Authenticating Immigration Documents at DFAT
DFAT will authenticate some immigration documents
We previously wrote about notarising VEVO documents as evidence of residency in Australia as recorded by the Department of Immigration and Border Protection. If you need to prove that you are entitled to live, work and remain in Australia, especially if they are not an Australian citizen or dual citizenship holder, then this is going to be important for you.
Our ability to verify your residency status is limited to the results that we are able to obtain through VEVO – the Australian Government’s visa entitlement verification online (VEVO) system – since visas are no longer evidenced by printed labels in passports.
The VEVO information that is available to you through your own account is not the same as what we can access through our organisational account. The information available to us is generally limited to the passport number and some basic details about the nature of your visa. Unfortunately, if you are a permanent resident, the VEVO will include a statement to the effect of ‘the holder is a resident or a citizen’, which has caused some problems in foreign countries that do not recognise dual citizenship (ie, you cannot be an Australian citizen). Accordingly, although we provide this notary public service and there are many countries that accept it – it is not accepted by all countries.
Fortunately, there is now an alternative available through the Department of Foreign Affairs and Trade (DFAT). We have been advised by DFAT that they will authenticate some documents issued by the Department of Immigration and Border Protection, and this is important because most (if not all) of their documents are now issued electronically. If you can show that your document came from the Department of Immigration and Border Protection (ie, it was emailed to you and you can show the email trail), DFAT will authenticate a printed copy of that document without it having been notarised. In this case, they will treat it as an original public document issued by another Australian government department and authenticate it for the purposes of legalisation through a foreign office.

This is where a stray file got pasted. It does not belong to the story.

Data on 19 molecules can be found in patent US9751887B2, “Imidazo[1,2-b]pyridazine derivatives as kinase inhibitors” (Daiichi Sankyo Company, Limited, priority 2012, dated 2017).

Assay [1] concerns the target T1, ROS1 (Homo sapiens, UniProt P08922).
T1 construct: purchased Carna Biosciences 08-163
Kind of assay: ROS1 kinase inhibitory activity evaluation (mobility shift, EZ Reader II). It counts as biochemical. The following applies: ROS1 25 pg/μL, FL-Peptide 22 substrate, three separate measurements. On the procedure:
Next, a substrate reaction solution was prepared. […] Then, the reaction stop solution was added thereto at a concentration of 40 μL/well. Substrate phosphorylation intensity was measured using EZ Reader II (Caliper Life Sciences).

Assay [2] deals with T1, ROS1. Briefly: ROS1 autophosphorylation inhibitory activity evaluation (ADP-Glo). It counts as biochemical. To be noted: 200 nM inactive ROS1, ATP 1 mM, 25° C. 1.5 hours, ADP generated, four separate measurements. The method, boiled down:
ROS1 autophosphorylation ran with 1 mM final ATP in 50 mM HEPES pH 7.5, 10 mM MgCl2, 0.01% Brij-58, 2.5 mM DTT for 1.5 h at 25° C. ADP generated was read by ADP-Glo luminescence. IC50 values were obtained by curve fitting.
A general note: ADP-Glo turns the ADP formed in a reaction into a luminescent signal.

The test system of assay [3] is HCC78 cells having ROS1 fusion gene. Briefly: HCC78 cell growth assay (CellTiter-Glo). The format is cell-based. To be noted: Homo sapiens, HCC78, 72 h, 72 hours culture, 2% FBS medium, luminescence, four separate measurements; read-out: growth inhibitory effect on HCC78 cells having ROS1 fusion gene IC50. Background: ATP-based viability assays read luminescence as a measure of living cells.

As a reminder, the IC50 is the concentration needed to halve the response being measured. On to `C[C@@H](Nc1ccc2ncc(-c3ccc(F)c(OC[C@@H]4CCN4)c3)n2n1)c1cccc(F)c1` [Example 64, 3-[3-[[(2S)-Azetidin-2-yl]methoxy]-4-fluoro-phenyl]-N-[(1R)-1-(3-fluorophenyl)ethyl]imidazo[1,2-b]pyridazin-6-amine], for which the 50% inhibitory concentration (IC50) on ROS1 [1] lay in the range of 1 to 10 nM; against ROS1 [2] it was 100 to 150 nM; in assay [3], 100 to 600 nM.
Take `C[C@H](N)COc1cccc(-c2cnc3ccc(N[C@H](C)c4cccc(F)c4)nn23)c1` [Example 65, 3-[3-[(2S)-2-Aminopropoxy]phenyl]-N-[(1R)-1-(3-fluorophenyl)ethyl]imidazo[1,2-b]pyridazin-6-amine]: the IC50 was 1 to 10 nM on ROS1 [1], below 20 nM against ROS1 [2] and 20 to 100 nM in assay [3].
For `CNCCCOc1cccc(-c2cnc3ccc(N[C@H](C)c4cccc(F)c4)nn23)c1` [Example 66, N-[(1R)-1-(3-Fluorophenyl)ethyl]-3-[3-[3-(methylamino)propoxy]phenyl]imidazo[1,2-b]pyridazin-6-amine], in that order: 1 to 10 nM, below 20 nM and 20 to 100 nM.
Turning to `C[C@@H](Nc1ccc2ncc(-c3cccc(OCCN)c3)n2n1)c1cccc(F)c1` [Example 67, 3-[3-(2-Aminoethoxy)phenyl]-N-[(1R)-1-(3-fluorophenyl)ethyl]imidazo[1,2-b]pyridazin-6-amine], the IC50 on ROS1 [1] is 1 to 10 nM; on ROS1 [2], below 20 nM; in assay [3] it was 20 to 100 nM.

Despite this position with respect to authentications, DFAT will not stamp these documents with an apostille. Documents that must be stamped with an apostille still must be notarised first.
For more information regarding what DFAT will and will not stamp, and what it requires you to do/bring to satisfy it that the documents have been issued by the Department of Immigration and Border Protection, please contact DFAT directly on 1300 935 260.
Do you have any questions regarding this article?
Whether you're notarising a document for the first time or the hundreth time, the requirements, processes, and terms can be confusing and daunting - or just a pain and a hassle (especially if you need an apostille, or to authenticate or legalise as well). Don't worry! We're here to simplify it, explain it, and help you with what you need to achieve it.
Contact us or visit our Frequently Asked Questions for more information about our notary public services. We've also created a flowchart to help explain notarisation, apostille, authentication and legalisation.
So, what's next?
Why choose Phang Legal for your notary public services?
We're a leading provider of notary public services in Sydney known for our experience and expertise in notarising documents for other countries, our low-cost fixed fees and service offering, and our availability to help on short notice. With our offices conveniently located in Parramatta, the geographic centre of the Sydney metropolitan area, we help clients from across Sydney and beyond with personal, professional and timely notary public services.
This website is maintained by Phang Legal, a boutique law firm in Parramatta and a leading provider of quality notary public services to satisfied clients across Sydney.
Ern Phang is a director of Phang Legal and a notary public (since 2005). Ern regularly writes about his experiences as a notary public and the issues faced by his clients in sending documents to other countries.